* Appreciate and acknowledge the good offered to you as much as possible. Gratitude is the essential ingredient for peace of mind.

* Do not rely heavily on any person or give anyone the power over your happiness. Depend mostly on your relationship with God. He will never disappoint, you will never be alone, and you will get through adversity just a little bit better and a little bit stronger.

* You cannot and should not change anyone. Either accept him/her or don’t. Change is possible, but very rare. Never count on it.

* Stay true to yourself. Losing self-respect is far graver than losing someone else’s respect. And knowing your good nature, I am confident that you will never fail at anything worthwhile if you stay true to what you believe and conduct yourself the way you feel is right.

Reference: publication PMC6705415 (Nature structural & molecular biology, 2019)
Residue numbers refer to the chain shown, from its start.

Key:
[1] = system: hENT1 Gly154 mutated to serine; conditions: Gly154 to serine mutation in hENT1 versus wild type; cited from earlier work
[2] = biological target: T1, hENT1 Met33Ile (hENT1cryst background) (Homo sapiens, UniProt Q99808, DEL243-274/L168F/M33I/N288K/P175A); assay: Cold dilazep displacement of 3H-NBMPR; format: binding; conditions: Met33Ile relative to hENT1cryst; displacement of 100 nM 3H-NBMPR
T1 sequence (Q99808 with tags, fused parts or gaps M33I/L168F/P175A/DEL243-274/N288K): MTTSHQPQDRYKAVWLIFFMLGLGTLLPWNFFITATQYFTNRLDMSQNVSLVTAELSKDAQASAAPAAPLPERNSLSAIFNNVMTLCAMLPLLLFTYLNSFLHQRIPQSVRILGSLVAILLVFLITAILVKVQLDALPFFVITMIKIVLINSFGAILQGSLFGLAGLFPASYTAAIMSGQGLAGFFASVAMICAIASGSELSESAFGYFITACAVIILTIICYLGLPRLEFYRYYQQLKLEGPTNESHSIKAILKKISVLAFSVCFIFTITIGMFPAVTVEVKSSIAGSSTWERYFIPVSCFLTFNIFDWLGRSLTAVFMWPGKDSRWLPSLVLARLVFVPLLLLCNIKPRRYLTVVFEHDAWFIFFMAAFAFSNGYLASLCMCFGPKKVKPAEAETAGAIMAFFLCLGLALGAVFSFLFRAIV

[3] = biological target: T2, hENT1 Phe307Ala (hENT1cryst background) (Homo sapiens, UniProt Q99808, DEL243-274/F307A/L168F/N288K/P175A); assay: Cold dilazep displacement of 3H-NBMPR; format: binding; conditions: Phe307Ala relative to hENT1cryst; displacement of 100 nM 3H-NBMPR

*Do not take things personally. It is almost never about you. If someone is being negative and hurtful, it is almost always about their own shortcoming, their own demons, or their own affairs. And when it is about you, only people worth keeping in your life will want to work things out sincerely.

* Remove negative and insincere people from your life, or remove yourself from theirs. This is more difficult than it sounds, especially when you encounter such evils as “frienemies” and cliques. Yes, you have seen them at the elementary school level. These girls grow up and remain the same as women. Trust me on this one.

* Be generous with your words, actions, and resources for the sake of people, love, and God. Never for praise or recognition.

*Karma is real.